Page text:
Method and Madness – Review and Tasting Notes

single graingrain

Irish whisky is the rage right now, if you have not noticed, and as new distilleries are opened in Ireland, Irish whiskey exports are up, It’s certainly good times for Irish whiskey lovers, and Irish whisky makers. Irish distillers (makers of Jameson, in case you’re not familiar with them) have recently introduced  M&M  a new range of experimental super premium whiskeys ‘designed to push the boundaries of Irish whiskey’. M&M  launches with a series of  four unique whiskeys that underpin a continued commitment by Irish Distillers to experimentation and innovation at the home of Irish whiskey in Midlelton, Co. Cork, Ireland.

M&M aims to harness the creativity of Midleton’s whiskey masters through the fresh talent of its apprentices. Taking inspiration from the famous Shakespearean quote, ‘Though this bemadness, yet there is method in ’t’, M&M  is designed to reflect a next generation Irish spirit brand with a measure of curiosity and intrigue (MADNESS), while honouring the tradition and expertise grounded in the generations of expertise at the Midleton Distillery (METHOD).

The METHOD AND MADNESS range launches with four new Irish Whiskeys, each with its own twist: a Single Grain Irish Whiskey Finished in Virgin Spanish Oak; a Single Pot Still Irish Whiskey Finished in French Chestnut, a Single Malt Irish Whiskey enhanced with French Limousin Oak and a 31 Year Old Single Cask, Single Grain Limited Edition bottled at cask strength. Interesting times! 

I was fortunate to have received a tasting kit of the first three releases (sadly, not the 31 year old single cask which is quite limited in quantity), and I was quite curious to see what Irish distillers have under their sleeve, there’s certainly a feeling  of change and initiative in the air, and It’s just lovely to see Irish whisky becoming INTERESTING again, with new wood profiles and whisky distillation profiles.

Method and Madness Single Grain, 46% abv, £39.95

We’ll start with the single grain, What’s interesting in this one that it  is the same spirit as that used for Jameson and the batch used was all distilled in 2008.  The liquid was matured in re-fill American oak casks before being transferred to the virgin Spanish oak butts, which had undergone a medium toasting, for about 12 months.

Nose: Quite sharp, with nail varnish remover, acetone, vanilla and wood shavings all engulfed in sweet sugary notes. further nosing reveals fresh-cut grass, and a more grassy nature.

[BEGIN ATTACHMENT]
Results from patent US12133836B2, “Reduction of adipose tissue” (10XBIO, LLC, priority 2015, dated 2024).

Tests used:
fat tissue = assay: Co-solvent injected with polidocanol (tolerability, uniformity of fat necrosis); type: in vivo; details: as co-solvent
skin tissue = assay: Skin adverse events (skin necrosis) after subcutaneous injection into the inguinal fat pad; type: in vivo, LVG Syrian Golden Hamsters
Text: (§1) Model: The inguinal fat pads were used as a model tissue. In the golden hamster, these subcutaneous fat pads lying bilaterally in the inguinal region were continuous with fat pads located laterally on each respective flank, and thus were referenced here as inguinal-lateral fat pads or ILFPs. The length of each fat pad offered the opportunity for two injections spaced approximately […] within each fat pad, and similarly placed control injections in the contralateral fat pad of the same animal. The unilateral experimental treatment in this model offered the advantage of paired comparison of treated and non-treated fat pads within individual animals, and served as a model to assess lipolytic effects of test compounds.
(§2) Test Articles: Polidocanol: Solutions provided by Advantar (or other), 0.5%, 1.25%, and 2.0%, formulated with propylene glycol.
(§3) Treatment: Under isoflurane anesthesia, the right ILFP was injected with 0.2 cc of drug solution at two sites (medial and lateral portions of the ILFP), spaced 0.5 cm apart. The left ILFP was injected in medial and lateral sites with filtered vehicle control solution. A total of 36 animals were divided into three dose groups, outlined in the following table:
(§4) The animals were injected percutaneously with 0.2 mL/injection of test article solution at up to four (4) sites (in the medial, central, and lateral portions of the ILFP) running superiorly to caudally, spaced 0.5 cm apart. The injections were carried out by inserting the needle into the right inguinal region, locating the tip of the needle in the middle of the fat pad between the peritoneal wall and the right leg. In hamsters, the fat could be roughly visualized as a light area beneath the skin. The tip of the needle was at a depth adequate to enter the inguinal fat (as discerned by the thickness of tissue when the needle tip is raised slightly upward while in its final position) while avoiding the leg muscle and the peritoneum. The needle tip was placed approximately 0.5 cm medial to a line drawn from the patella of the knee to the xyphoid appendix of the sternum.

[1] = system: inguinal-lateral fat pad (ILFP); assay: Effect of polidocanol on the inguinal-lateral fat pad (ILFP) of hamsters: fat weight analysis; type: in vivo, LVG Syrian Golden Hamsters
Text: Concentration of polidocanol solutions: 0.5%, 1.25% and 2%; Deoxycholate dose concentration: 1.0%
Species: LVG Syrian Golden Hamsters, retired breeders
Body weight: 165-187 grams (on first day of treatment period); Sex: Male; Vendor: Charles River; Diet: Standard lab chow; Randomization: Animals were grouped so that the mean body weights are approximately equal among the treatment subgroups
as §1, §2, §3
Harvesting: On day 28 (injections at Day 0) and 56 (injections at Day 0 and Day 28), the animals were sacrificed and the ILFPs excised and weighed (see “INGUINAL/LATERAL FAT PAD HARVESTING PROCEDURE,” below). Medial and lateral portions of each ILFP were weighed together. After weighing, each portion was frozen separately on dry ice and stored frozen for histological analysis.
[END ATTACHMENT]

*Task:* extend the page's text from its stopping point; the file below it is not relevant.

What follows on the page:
Palate: The palate is fiercer and much bigger than the nose : We’re off to a sweet-ish start over here, with vanilla, butterscotch and some white pepper, mint and licorice, some candy, with quite some cinnamon and a touch of ginger powder, more wood and a  certain bite to it.
Finish:  pepper, sawdust, vanilla and wood spice.
A nice fresh whiskey, feels quite young, but much nicer than an entry-level Jameson by any means. I can see myself drinking it on the rocks, or in a cocktail, not a neat sort of whiskey if you ask me.

Score: 78/100

Method and Madness Single Malt, 46% abv, £63.95

This whiskey was created from triple distilled single malt that was produced in 2002.  This had followed traditional maturation before being transferred to Limousin casks.

Nose :Lovely fruitiness,with orchard fruit mainly peach and apricot, vanilla sweetness and a hint of ripe Melon. A touch of lotus caramel biscuit too.
Palate :Sweeter and lively with more fruit on the palate with melon and grapefruit,golden syrup and sweet nectar, canned peaches too and big vanilla  notes. Yummy
Finish :  Vanilla , spice.
lovely and fruity, with ripe melon and a nice caramelized biscuits backbone, top this with a hint of grapefruit, and it’s a really good whisky, I am quite impressed.

Score: 85/100

Method and Madness Single Pot Still Chestnut Cask , 46 % abv, £56.95

Quite an interesting wood profile on this one :  The whiskey was matured predominantly in ex-bourbon American oak with a small percentage of ex-sherry casks, before being transferred for a shorter period into chestnut casks (this is not scotch, where chestnut cask maturation would be illegal).

 Nose:  Rich and sweet on the nose, with quite a lot of wood in it, there’s a nice spiciness as well, a hint of eucalyptus , pepper and more golden syrup licorice, and dried pineapple.

Palate; Richer than the nose (if that’s possible), and lovely with more dried pineapple, some mango, fresh peach , with hints of milk chocolate, vanilla, and  wood spices (cinnamon.clove , nutmeg), a touch of pepper, toffee, Rich,Rich Rich!! I am loving this one.
Finish: Long, sweet , with sweet nectar and  pepper on the linger, then yummy wood.
This was my favourite of the three. It’s so rich, and full of flavours, mango, pineapple, and the sweetness, and depth is quite inspiring.

Score: 88/100


Good work Irish distiller’s on this one, with a very un-conventional wood regime, they have created a lovely collection of highly interesting whiskies, with the single malt and single pot still really impressing. I woner how the older single grain is (should be fab!), hope to try some eventually.


4 thoughts on “Method and Madness – Review and Tasting Notes

  1. Picked up a bottle of this after reading the review and have to say that it is a cracking whisky, one of the highlights of the year so far. Very aromatic and loads of lovely flavors to enjoy, will be interested to see what these guys come up with in the future, sweet chestnut finish – whoever would have thought it?

    1. Picked up a bottle of the pot still version,. Maybe my pallette is off, but blind I would have said it was a rye whiskey – the same almost-but-not-quite bourbon sweet woodiness, and menthol / eucalytus notes.

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